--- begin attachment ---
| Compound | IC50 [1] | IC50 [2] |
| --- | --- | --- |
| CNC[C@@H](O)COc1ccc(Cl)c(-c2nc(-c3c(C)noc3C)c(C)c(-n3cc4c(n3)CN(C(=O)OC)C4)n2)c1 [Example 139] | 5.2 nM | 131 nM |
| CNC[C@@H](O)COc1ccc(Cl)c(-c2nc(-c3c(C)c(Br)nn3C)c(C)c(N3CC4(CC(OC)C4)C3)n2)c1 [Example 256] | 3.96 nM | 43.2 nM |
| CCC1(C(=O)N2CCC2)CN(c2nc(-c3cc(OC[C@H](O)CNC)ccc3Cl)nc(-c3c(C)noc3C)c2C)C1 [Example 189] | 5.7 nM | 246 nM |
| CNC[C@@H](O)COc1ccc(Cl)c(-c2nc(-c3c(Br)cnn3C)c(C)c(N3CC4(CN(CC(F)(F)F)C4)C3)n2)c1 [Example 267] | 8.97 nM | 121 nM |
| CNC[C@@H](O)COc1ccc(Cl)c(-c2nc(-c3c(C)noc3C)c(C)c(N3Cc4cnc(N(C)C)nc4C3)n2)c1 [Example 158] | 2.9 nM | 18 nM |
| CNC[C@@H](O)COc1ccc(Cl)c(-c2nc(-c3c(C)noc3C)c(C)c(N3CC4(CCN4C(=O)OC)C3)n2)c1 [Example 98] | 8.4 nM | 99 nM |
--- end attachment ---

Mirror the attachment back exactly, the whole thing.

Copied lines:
| Compound | IC50 [1] | IC50 [2] |
| --- | --- | --- |
| CNC[C@@H](O)COc1ccc(Cl)c(-c2nc(-c3c(C)noc3C)c(C)c(-n3cc4c(n3)CN(C(=O)OC)C4)n2)c1 [Example 139] | 5.2 nM | 131 nM |
| CNC[C@@H](O)COc1ccc(Cl)c(-c2nc(-c3c(C)c(Br)nn3C)c(C)c(N3CC4(CC(OC)C4)C3)n2)c1 [Example 256] | 3.96 nM | 43.2 nM |
| CCC1(C(=O)N2CCC2)CN(c2nc(-c3cc(OC[C@H](O)CNC)ccc3Cl)nc(-c3c(C)noc3C)c2C)C1 [Example 189] | 5.7 nM | 246 nM |
| CNC[C@@H](O)COc1ccc(Cl)c(-c2nc(-c3c(Br)cnn3C)c(C)c(N3CC4(CN(CC(F)(F)F)C4)C3)n2)c1 [Example 267] | 8.97 nM | 121 nM |
| CNC[C@@H](O)COc1ccc(Cl)c(-c2nc(-c3c(C)noc3C)c(C)c(N3Cc4cnc(N(C)C)nc4C3)n2)c1 [Example 158] | 2.9 nM | 18 nM |
| CNC[C@@H](O)COc1ccc(Cl)c(-c2nc(-c3c(C)noc3C)c(C)c(N3CC4(CCN4C(=O)OC)C3)n2)c1 [Example 98] | 8.4 nM | 99 nM |